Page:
Archipelagos of the Anthropocene: rapid and extensive differentiation of native terrestrial vertebrates in a single metropolis

Littleford-Colquhoun, Bethan L. , Clemente, Christofer, Whiting, Martin J. , Ortiz-Barrientos, Daniel and Frere, Celine H. (2017) Archipelagos of the Anthropocene: rapid and extensive differentiation of native terrestrial vertebrates in a single metropolis. Molecular Ecology, 26 9: 2466-2481. doi:10.1111/mec.14042


Author Littleford-Colquhoun, Bethan L.
Clemente, Christofer
Whiting, Martin J.
Ortiz-Barrientos, Daniel
Frere, Celine H.
Title Archipelagos of the Anthropocene: rapid and extensive differentiation of native terrestrial vertebrates in a single metropolis
Journal name Molecular Ecology   Check publisher's open access policy
ISSN 1365-294X
0962-1083
Publication date 2017-02-01
Sub-type Article (original research)
DOI 10.1111/mec.14042
Open Access Status Not yet assessed
Volume 26
Issue 9
Start page 2466
End page 2481
Total pages 16
Place of publication Chichester, West Sussex, United Kingdom
Publisher Wiley-Blackwell Publishing
Collection year 2018
Language eng
Formatted abstract
Some of the best evidence for rapid evolutionary change comes from studies of archipelagos and oceanic islands. City parks are analogous systems as they create geographically isolated green spaces that differ in size, structure and complexity. Very little, however, is known about whether city parks within a single urban centre drive selection and result in the diversification of native species. Here, we provide evidence for the rapid genetic and morphological differentiation of a native lizard (Intellagama lesueurii) at four geographically close yet unconnected parks within one city. Year of establishment of each city park varied from 1855 (oldest) to 2001 (youngest) equating to a generation time range of 32 to three generations. Genetic divergence among city park populations was large despite the small pairwise geographic distances (<5 km) and found to be two to three times higher for microsatellites and three to 33 times higher for mtDNA relative to nonurban populations. Patterns of morphological differentiation were also found to be most extensive among the four city park populations. In contrast to nonurban populations, city park populations showed significant differentiation in relative body size, relative head and limb morphology and relative forelimb and hindlimb length. Crucially, we show that these patterns of differentiation are unlikely to have been caused by founder events and/or drift alone. Our results suggest that city park 'archipelagos' could represent theatres for rapid evolution that may, in time, favour adaptive diversification.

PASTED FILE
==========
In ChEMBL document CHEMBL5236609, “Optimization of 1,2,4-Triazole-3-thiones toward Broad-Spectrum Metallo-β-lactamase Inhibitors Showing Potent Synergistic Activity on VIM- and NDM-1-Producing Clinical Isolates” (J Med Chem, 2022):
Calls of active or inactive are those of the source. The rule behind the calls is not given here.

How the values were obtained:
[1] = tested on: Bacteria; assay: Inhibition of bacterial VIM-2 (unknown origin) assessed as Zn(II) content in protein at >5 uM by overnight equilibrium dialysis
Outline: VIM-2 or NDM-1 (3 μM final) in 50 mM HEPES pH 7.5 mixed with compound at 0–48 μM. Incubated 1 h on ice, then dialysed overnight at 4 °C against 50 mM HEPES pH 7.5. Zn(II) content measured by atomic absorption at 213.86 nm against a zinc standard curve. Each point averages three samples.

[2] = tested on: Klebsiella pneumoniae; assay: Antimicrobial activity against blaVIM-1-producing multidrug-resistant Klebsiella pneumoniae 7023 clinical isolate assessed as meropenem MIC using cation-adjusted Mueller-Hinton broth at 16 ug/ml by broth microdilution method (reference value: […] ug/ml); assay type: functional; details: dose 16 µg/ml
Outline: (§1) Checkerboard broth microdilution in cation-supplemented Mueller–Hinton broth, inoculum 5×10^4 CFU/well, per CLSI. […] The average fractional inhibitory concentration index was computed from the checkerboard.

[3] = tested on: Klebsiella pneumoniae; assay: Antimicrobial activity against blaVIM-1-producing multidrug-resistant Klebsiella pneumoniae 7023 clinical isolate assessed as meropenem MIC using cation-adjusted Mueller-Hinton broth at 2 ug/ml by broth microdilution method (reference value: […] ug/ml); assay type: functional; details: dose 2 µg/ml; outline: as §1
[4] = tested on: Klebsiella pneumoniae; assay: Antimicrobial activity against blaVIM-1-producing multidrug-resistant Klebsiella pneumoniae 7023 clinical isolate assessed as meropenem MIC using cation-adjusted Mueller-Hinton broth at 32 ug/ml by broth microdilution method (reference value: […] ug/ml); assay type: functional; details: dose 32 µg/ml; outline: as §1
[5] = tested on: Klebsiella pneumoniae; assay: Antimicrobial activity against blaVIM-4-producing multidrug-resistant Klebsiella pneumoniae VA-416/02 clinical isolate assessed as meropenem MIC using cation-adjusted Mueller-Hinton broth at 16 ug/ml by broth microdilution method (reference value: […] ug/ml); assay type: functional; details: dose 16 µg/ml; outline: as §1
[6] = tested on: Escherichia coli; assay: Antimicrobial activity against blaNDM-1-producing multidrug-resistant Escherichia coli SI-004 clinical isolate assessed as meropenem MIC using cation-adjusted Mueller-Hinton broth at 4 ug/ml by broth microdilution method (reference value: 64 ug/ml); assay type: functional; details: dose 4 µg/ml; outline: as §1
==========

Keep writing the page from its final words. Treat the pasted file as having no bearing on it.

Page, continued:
Keyword Genetics
Local adaptation
Morphology
Reptiles
Urbanization
Q-Index Code C1
Q-Index Status Provisional Code
Institutional Status UQ

Document type: Journal Article
Sub-type: Article (original research)
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